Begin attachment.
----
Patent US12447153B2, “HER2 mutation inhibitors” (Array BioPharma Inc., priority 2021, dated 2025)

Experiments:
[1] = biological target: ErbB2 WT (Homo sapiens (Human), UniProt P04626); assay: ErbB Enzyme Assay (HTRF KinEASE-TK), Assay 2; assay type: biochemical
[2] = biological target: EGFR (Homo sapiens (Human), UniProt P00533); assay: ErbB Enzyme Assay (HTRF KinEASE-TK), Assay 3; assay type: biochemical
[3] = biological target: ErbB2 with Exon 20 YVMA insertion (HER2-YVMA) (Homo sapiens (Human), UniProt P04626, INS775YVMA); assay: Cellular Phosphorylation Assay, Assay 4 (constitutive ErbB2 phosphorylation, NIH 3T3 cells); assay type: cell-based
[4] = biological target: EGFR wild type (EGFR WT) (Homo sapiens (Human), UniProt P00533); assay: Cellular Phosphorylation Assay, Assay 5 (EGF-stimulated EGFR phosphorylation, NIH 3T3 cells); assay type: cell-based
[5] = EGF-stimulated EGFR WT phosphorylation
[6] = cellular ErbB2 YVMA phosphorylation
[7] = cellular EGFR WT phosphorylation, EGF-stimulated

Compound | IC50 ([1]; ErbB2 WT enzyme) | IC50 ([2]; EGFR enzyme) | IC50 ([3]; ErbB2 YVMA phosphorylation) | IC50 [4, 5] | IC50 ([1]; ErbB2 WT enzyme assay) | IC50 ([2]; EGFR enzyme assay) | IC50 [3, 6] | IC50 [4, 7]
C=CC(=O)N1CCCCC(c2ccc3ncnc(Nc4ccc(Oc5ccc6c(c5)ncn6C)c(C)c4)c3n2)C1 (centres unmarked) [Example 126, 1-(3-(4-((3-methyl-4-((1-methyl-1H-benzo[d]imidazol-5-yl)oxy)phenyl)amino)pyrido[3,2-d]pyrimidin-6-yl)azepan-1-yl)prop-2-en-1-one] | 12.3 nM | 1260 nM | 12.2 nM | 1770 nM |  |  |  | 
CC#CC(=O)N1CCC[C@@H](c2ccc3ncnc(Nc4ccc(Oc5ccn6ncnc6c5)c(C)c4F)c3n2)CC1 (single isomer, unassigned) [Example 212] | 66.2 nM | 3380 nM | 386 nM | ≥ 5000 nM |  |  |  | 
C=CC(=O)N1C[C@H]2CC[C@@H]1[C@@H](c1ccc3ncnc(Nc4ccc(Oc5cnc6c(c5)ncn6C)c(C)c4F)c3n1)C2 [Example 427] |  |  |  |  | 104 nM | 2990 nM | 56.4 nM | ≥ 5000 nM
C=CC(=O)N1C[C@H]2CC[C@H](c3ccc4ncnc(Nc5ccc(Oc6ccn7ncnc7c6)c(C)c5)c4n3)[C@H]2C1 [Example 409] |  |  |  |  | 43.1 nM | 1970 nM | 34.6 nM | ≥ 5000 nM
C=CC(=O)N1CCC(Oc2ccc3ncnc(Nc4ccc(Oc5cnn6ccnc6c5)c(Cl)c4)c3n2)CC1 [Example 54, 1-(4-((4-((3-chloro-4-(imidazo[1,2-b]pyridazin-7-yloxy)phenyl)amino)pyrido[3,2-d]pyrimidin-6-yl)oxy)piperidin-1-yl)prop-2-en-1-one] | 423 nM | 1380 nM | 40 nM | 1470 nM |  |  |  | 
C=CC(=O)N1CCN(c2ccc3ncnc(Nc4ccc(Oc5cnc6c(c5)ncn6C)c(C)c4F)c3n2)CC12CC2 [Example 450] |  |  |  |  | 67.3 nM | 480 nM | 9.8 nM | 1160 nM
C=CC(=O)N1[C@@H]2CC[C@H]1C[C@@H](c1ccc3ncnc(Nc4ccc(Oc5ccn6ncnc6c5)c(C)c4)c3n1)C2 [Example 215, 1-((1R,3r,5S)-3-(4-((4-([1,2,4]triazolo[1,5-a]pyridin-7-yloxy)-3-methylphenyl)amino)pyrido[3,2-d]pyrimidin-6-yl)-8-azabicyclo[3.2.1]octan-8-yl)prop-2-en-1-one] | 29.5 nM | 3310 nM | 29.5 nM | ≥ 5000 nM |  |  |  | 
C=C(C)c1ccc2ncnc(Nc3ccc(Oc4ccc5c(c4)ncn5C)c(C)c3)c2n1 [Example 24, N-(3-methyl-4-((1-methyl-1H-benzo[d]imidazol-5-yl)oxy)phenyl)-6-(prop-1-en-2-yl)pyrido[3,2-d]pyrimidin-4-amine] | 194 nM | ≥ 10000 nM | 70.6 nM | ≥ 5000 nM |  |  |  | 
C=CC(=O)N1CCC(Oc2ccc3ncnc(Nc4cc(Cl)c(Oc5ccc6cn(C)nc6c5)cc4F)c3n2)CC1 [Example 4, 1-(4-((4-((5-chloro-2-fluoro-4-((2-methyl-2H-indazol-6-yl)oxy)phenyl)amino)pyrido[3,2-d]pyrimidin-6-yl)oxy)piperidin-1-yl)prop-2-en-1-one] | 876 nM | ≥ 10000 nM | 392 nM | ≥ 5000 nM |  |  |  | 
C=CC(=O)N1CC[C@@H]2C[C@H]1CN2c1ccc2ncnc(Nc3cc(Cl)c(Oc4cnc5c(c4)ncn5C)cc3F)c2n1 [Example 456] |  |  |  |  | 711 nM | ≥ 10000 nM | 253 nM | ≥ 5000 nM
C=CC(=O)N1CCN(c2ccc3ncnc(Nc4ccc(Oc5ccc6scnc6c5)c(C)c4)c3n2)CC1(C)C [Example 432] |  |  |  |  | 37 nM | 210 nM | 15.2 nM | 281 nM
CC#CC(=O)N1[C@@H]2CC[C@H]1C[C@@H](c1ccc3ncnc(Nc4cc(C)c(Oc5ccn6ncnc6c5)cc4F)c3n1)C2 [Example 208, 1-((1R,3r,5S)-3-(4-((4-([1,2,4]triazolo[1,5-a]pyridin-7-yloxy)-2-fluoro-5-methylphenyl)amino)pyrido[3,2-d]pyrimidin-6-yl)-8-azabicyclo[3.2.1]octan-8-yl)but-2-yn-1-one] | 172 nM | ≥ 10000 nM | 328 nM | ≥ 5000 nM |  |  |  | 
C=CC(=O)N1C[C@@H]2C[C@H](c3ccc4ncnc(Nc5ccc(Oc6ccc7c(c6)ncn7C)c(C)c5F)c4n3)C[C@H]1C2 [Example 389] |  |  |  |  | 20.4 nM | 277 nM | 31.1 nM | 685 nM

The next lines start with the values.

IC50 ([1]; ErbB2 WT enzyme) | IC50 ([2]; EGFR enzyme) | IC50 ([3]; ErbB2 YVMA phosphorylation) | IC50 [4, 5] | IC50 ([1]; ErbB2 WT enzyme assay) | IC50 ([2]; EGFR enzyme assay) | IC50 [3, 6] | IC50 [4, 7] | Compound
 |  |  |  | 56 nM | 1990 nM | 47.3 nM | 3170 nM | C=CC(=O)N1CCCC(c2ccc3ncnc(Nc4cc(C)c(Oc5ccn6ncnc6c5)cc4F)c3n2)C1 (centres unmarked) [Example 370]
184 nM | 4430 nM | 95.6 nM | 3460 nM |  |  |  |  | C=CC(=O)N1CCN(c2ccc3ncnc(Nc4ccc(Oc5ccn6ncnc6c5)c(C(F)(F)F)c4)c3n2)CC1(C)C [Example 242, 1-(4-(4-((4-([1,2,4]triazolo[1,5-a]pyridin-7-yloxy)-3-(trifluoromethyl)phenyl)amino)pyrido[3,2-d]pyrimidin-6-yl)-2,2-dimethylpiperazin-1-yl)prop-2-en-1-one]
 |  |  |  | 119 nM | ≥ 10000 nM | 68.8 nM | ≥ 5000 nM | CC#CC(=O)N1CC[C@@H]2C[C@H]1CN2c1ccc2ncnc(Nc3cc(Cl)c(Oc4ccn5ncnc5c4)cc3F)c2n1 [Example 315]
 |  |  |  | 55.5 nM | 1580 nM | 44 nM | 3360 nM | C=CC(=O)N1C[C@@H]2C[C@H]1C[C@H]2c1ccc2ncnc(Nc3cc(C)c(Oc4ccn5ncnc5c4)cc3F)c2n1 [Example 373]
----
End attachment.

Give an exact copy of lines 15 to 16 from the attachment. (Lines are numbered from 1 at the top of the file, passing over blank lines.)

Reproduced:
C=CC(=O)N1CCC(Oc2ccc3ncnc(Nc4ccc(Oc5cnn6ccnc6c5)c(Cl)c4)c3n2)CC1 [Example 54, 1-(4-((4-((3-chloro-4-(imidazo[1,2-b]pyridazin-7-yloxy)phenyl)amino)pyrido[3,2-d]pyrimidin-6-yl)oxy)piperidin-1-yl)prop-2-en-1-one] | 423 nM | 1380 nM | 40 nM | 1470 nM |  |  |  | 
C=CC(=O)N1CCN(c2ccc3ncnc(Nc4ccc(Oc5cnc6c(c5)ncn6C)c(C)c4F)c3n2)CC12CC2 [Example 450] |  |  |  |  | 67.3 nM | 480 nM | 9.8 nM | 1160 nM